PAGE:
Members of the US Congress are split over whether the United States should cut off military aid to Egypt amid spiralling violence on the streets of an important Middle Eastern ally.
US legislators split over continued aid to Egypt
WASHINGTON // Members of the US Congress are split over whether the United States should cut off military aid to Egypt, highlighting the difficult choices facing the Obama administration amid spiralling violence on the streets of an important Middle East ally.
Democratic leaders have generally supported the president's approach. But on Sunday, the Democrat Keith Ellison, the first Muslim elected to congress, said he would end aid to Egypt.
"I would cut off aid but engage in intense diplomacy in Egypt and in the region to try to say, 'look, we will restore aid when you stop the bloodshed in the street and set up a path towards democracy that you were on before'," Mr Ellison said. "In my mind, there's no way to say that this was not a coup. It is. We should say so. And then follow our own law, which says we cannot fund the coup leaders."
The White House has refused to declare the ousted president Mohammed Morsi's removal in early July a coup - a step that would require the president, Barack Obama, to suspend US$1.3 billion (Dh4.8bn) in annual military aid.
Crackdowns last week left more than 800 people dead and thousands more injured as Morsi supporters protested.
Mr Obama has denounced the violence, cancelled joint military exercises due in September and delayed the delivery of four F-16 fighter jets. He insists that the US stands with Egyptians seeking a democratic government, but says America cannot determine Egypt's future.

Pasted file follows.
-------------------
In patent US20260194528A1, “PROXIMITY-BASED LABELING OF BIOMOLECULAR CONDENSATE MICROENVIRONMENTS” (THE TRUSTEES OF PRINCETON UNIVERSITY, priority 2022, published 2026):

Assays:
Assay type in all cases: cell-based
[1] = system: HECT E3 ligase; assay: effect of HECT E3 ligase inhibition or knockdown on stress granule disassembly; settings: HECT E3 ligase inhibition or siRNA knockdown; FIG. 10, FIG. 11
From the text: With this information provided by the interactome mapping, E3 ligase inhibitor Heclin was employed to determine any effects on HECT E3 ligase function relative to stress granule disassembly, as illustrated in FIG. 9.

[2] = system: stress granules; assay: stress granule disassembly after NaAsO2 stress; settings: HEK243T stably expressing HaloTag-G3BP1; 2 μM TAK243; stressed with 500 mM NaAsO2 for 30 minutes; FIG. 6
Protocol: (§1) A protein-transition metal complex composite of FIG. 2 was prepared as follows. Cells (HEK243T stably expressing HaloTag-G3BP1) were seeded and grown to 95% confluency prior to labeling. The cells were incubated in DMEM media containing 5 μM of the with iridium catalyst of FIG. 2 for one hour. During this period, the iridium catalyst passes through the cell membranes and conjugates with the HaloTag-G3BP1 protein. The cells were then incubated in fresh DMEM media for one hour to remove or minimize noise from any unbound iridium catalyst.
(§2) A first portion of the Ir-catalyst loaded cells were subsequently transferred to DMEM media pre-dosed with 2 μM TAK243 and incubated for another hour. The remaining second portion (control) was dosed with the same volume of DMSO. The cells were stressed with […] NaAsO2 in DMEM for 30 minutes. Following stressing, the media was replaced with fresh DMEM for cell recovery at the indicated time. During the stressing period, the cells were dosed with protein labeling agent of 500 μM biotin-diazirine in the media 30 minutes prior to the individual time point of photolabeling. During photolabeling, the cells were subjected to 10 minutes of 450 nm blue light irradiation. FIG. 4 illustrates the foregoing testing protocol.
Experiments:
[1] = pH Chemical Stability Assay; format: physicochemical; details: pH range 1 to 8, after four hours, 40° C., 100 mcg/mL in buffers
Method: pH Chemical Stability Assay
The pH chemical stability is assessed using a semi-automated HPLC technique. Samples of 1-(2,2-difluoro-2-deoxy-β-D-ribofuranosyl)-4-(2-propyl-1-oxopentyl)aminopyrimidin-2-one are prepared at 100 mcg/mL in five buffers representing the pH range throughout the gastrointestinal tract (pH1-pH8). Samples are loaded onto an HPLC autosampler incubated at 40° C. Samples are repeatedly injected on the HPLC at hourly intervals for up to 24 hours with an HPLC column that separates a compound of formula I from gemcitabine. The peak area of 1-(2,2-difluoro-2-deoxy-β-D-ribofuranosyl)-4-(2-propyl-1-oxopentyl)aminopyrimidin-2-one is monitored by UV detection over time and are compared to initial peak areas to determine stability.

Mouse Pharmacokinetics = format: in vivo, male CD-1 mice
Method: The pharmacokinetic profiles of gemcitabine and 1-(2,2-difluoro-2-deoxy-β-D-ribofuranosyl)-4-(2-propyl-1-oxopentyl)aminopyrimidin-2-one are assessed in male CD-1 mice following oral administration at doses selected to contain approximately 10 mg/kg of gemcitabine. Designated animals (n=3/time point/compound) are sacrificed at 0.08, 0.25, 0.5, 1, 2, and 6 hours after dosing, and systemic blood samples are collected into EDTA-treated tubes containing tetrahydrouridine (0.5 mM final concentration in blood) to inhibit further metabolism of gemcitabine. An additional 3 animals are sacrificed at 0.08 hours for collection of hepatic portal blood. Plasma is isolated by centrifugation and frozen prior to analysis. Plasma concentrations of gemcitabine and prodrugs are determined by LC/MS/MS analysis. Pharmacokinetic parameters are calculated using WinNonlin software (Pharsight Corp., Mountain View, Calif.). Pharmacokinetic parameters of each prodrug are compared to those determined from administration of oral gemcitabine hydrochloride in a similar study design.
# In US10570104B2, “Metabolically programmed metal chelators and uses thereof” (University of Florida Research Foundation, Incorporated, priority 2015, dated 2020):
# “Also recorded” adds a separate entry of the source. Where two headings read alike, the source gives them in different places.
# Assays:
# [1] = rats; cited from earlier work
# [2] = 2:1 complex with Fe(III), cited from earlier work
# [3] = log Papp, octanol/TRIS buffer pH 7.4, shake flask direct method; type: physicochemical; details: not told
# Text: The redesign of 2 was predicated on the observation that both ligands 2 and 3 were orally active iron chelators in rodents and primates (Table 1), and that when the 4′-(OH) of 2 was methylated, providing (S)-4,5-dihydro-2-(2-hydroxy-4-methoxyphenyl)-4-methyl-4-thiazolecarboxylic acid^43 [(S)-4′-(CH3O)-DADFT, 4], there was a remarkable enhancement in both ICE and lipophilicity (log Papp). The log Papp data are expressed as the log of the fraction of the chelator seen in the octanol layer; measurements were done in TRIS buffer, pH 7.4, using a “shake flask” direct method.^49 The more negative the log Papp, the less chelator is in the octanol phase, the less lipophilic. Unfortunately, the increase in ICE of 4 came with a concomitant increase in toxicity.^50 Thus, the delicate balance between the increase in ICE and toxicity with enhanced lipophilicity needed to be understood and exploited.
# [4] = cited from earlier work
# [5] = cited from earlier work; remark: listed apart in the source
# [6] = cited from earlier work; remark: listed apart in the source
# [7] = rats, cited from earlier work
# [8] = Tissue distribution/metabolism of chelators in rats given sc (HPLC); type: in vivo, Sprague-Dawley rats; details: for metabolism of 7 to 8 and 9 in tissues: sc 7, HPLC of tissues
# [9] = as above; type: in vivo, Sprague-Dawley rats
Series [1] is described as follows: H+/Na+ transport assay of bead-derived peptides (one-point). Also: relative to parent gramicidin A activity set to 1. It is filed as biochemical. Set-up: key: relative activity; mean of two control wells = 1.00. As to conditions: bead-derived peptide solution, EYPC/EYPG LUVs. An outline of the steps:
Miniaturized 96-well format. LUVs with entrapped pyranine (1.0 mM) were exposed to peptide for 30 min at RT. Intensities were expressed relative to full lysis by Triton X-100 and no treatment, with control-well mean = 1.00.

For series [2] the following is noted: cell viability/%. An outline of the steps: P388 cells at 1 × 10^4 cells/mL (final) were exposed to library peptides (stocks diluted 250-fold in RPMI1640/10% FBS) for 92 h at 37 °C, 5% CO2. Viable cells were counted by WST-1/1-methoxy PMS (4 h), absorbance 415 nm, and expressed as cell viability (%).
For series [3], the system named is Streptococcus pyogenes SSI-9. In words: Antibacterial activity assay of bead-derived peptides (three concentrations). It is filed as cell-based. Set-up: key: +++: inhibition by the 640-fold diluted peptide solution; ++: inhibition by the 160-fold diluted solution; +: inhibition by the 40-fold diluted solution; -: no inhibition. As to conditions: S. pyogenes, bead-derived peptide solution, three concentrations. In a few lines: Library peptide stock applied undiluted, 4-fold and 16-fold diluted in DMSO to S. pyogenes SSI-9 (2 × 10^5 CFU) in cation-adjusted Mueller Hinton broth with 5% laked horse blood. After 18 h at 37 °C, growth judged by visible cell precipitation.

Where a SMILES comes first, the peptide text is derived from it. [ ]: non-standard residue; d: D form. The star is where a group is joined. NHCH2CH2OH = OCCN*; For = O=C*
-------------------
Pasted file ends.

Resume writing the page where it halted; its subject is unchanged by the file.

The National Security Council spokeswoman, Caitlin Hayden, said funding for Egypt remained under review and "we will consider additional steps as we deem necessary".
Among Republicans, there were growing calls to eliminate military aid to Egypt. But others were more hesitant.
Congressman Pete King said curtailing aid could reduce US influence over Egypt's interim government, which controls access to strategic resources, including the Suez Canal.
"We certainly shouldn't cut off all aid," said Mr King, who chairs the House of Representatives panel on counterterrorism and intelligence.
Mr Morsi, a member of the Muslim Brotherhood, was democratically elected. But, Mr King said, the group had not demonstrated a commitment to democracy.
"The fact is, there's no good guys there," he said. "But of the two, I think there is more opportunity to protect American interests if we work with the military and continue our relationship with the military."